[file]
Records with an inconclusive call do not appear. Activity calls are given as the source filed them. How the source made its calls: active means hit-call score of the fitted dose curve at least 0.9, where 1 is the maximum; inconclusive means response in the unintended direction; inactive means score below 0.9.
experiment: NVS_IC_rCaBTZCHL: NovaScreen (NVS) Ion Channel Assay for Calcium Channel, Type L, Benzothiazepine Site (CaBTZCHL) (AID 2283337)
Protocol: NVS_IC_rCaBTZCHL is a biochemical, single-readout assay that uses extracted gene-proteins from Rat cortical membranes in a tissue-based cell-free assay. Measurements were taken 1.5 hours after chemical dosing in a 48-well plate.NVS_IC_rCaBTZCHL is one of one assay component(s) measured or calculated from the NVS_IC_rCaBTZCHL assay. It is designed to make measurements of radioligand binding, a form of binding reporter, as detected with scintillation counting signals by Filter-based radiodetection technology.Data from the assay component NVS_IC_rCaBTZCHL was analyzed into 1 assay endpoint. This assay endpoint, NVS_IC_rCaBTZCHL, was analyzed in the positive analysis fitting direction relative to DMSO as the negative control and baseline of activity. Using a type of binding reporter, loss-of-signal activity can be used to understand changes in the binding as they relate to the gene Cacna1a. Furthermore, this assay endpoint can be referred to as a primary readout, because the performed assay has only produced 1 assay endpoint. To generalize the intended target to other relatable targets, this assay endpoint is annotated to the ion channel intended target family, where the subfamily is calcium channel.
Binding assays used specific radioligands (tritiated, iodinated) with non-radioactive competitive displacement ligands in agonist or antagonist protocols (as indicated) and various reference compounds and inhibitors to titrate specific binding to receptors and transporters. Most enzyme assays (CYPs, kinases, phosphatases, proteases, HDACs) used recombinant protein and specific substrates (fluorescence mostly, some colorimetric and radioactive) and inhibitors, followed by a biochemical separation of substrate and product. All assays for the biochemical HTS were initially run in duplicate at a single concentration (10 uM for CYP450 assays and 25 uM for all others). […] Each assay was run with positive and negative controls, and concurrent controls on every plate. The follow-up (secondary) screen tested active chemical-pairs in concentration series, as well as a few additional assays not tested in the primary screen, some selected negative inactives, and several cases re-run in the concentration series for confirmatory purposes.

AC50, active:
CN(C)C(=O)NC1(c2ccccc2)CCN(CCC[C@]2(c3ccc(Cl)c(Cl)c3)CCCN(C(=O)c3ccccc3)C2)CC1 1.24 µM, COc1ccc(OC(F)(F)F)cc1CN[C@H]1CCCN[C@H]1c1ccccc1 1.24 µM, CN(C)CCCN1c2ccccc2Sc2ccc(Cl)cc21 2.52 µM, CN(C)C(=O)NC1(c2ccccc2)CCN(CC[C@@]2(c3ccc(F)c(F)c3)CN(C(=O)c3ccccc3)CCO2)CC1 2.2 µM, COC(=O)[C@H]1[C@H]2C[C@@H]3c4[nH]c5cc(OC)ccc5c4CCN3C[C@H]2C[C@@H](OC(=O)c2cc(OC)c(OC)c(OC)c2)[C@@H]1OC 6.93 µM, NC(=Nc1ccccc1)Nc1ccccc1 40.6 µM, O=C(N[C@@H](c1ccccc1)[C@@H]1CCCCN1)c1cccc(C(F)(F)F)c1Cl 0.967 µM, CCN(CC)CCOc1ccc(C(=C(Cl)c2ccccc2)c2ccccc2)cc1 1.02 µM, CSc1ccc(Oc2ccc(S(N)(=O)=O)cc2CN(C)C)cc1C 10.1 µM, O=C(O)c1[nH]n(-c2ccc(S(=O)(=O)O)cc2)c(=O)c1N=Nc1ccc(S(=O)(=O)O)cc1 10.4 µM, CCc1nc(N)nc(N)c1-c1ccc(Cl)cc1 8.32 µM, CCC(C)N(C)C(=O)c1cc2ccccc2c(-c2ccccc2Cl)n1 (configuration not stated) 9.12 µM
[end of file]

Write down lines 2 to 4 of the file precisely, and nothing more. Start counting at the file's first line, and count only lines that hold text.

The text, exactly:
experiment: NVS_IC_rCaBTZCHL: NovaScreen (NVS) Ion Channel Assay for Calcium Channel, Type L, Benzothiazepine Site (CaBTZCHL) (AID 2283337)
Protocol: NVS_IC_rCaBTZCHL is a biochemical, single-readout assay that uses extracted gene-proteins from Rat cortical membranes in a tissue-based cell-free assay. Measurements were taken 1.5 hours after chemical dosing in a 48-well plate.NVS_IC_rCaBTZCHL is one of one assay component(s) measured or calculated from the NVS_IC_rCaBTZCHL assay. It is designed to make measurements of radioligand binding, a form of binding reporter, as detected with scintillation counting signals by Filter-based radiodetection technology.Data from the assay component NVS_IC_rCaBTZCHL was analyzed into 1 assay endpoint. This assay endpoint, NVS_IC_rCaBTZCHL, was analyzed in the positive analysis fitting direction relative to DMSO as the negative control and baseline of activity. Using a type of binding reporter, loss-of-signal activity can be used to understand changes in the binding as they relate to the gene Cacna1a. Furthermore, this assay endpoint can be referred to as a primary readout, because the performed assay has only produced 1 assay endpoint. To generalize the intended target to other relatable targets, this assay endpoint is annotated to the ion channel intended target family, where the subfamily is calcium channel.
Binding assays used specific radioligands (tritiated, iodinated) with non-radioactive competitive displacement ligands in agonist or antagonist protocols (as indicated) and various reference compounds and inhibitors to titrate specific binding to receptors and transporters. Most enzyme assays (CYPs, kinases, phosphatases, proteases, HDACs) used recombinant protein and specific substrates (fluorescence mostly, some colorimetric and radioactive) and inhibitors, followed by a biochemical separation of substrate and product. All assays for the biochemical HTS were initially run in duplicate at a single concentration (10 uM for CYP450 assays and 25 uM for all others). […] Each assay was run with positive and negative controls, and concurrent controls on every plate. The follow-up (secondary) screen tested active chemical-pairs in concentration series, as well as a few additional assays not tested in the primary screen, some selected negative inactives, and several cases re-run in the concentration series for confirmatory purposes.